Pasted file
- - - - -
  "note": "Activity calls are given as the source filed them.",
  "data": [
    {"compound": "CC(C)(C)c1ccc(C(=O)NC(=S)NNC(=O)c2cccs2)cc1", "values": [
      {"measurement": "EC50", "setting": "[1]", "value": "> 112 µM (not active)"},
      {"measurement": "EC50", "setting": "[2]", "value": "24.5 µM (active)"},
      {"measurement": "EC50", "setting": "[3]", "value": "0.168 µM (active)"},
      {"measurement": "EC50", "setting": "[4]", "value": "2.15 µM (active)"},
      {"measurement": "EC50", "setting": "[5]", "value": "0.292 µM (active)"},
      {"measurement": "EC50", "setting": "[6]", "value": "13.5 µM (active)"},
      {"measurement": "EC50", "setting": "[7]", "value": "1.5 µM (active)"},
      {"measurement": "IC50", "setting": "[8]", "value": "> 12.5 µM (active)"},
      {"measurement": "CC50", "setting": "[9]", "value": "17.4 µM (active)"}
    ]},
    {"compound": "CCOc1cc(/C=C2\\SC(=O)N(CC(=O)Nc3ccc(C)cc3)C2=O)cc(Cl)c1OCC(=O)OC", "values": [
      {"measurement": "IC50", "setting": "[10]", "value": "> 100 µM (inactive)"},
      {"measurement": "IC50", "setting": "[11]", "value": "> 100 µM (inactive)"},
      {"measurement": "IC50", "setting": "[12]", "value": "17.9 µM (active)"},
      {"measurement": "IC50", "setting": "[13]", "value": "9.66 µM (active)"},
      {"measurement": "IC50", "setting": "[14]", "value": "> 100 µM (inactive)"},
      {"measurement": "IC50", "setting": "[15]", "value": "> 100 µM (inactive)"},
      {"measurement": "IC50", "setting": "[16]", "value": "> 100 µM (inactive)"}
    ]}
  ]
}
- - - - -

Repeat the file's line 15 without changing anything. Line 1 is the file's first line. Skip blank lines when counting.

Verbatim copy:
      {"measurement": "IC50", "setting": "[10]", "value": "> 100 µM (inactive)"},